Artist Richard Corben


Richard Corben was an American comic book writer born in 1940 and died in 2020.

After working in animation, Richard Corben created series such as Vampirella, Eerie and Creepy.

He published his stories in the French magazine Métal Hurlant in 1975.

He subsequently published Swamp Things, The Fall of the House of Usher, Ratgod, Ragemoor and episodes of Hellboy.

He was awarded the Grand Prix d’Angoulême in 2018.

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Fanspots Stories London

Fanspots Stories London [French Edition]

Fanspots Stories London Fanspots is a collection of legendary images from movies, TV shows, music, comics and novels.
These are often anonymous places these are that have become world-famous thanks to pop culture, to the point where they are now inseparable from the works they were used to set.

Discover the secrets of the cult locations of the greatest pop culture masterpieces in London!

Cosmopolitan, buzzing and galvanizing, London offers designers a wealth of inspiration to draw from. Culture quickly took over London and made it its playground. Directors and scriptwriters, novelists and cartoonists, musicians and composers, many were born in the English capital or have settled there to exploit its magnificence and thus continue to write its legend. The secrets of a hundred of these places are revealed in this second volume of the Fanspots Stories series.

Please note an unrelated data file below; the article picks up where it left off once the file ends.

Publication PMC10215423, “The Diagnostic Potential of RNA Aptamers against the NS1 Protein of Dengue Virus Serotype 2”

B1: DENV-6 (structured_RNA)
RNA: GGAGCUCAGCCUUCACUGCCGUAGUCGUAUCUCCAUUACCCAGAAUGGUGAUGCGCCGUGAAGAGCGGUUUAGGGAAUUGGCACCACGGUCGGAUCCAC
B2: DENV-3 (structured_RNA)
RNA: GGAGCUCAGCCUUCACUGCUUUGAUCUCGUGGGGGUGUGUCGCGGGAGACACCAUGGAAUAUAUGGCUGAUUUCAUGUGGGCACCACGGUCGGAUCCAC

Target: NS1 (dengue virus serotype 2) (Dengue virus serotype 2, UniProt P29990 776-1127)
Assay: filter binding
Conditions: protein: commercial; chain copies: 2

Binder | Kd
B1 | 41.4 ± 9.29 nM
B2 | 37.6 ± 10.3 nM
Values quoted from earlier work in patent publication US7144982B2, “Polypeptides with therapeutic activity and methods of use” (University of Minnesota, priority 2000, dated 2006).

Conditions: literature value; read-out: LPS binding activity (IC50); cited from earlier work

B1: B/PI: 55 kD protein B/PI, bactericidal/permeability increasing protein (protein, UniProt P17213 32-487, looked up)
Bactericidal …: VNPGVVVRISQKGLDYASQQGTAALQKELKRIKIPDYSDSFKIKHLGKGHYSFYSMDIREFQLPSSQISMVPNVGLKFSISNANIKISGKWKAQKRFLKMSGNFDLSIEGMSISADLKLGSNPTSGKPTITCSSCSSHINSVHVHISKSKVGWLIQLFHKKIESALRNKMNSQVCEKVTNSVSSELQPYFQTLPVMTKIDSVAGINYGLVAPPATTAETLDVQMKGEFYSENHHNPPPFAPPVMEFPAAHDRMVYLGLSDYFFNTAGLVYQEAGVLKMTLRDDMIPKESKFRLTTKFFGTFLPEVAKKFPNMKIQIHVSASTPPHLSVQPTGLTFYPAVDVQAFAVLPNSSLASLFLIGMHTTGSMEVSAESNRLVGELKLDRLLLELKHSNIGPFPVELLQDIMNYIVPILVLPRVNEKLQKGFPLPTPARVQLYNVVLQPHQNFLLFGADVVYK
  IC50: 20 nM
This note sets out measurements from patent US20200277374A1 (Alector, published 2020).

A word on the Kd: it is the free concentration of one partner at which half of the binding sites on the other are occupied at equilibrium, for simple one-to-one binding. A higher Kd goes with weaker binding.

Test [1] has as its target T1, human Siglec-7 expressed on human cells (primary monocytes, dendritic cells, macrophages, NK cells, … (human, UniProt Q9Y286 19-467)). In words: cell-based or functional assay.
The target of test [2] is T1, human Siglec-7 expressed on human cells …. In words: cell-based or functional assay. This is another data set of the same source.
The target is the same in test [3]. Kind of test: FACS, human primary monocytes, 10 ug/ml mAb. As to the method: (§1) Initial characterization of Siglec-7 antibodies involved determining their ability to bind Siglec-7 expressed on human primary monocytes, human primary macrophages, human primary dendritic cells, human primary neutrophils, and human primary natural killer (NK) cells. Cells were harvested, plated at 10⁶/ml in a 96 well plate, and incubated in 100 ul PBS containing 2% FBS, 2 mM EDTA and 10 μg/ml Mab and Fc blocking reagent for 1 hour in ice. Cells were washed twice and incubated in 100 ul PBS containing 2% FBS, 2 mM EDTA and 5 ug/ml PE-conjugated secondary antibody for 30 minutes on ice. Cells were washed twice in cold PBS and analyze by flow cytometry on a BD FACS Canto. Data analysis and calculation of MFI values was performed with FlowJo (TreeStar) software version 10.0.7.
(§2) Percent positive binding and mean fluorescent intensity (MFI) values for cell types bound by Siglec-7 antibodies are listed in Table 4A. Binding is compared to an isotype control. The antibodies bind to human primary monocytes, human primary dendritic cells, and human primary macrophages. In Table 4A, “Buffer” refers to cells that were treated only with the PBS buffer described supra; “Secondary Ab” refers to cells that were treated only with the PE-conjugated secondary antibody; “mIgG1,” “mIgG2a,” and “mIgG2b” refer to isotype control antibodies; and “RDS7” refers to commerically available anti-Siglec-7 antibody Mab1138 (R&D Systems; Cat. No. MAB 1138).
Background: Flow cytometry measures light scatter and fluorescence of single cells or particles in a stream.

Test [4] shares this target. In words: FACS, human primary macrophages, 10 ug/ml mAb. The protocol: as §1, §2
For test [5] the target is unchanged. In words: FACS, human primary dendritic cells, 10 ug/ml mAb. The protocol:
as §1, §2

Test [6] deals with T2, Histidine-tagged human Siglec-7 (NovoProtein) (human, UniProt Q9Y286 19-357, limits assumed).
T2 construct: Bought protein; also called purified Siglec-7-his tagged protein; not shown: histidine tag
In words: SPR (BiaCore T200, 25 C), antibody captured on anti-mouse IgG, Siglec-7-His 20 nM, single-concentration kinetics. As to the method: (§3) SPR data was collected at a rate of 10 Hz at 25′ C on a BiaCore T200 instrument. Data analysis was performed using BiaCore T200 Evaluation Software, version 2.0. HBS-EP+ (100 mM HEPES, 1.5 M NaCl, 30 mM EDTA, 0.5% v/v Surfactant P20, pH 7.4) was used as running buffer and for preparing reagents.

Did you know that?

Did you know that the legendary album Abbey Road should have been called Everest but the Beatles did not want to be photographed at the foot of the Himalayas and opted for simplicity by staying at home; that the The Rolling Stones refused to allow Bill Wyman, their former bass player, to name his restaurant Satisfaction that the introduction of 28 Days Later, in a deserted London was shot without any special effects; that the pig-shaped balloon on the cover of the album Animals from Pink Floyd caused an interruption in air traffic; that Bob Dylan recorded the first video clip in the history of music in London: that John Landis obtained permission to film The Werewolf of London in the British capital after hosting a screening of Blues Brothers for 300 members of the police force; that the Sherlock was never shot in Baker Street; that Paddington has its origins at the foot of a Christmas tree; or that The Portrait of Dorian Gray caused a scandal on its release and became the target of censorship?

Fanspots Stories LondonIt’s also

The apartment of Bridget Jones, the bookstore of Notting Hill…the 9 3⁄4-inch platform of Harry Potter MI6 from James Bond, the shop Kingsman, John Steed’s apartment in The Avengers, UNIT headquarters in Doctor Who, the London park of Sense8, the cemetery in Back to Black of Amy Winehouse, the address of the cover of Ziggy Stardust and the spiders from Mars by David Bowie, the pub of From Hell, the lair of The League of Extraordinary Gentlemen, the cemetery of Dracula, station in the War of the Worlds, 221 Baker Street and Sherlock Holmes

Put together by a team of pop culture experts and packed with anecdotes, Fanspots Stories London tells more than just a story: it’s some of the most fascinating stories in pop culture.

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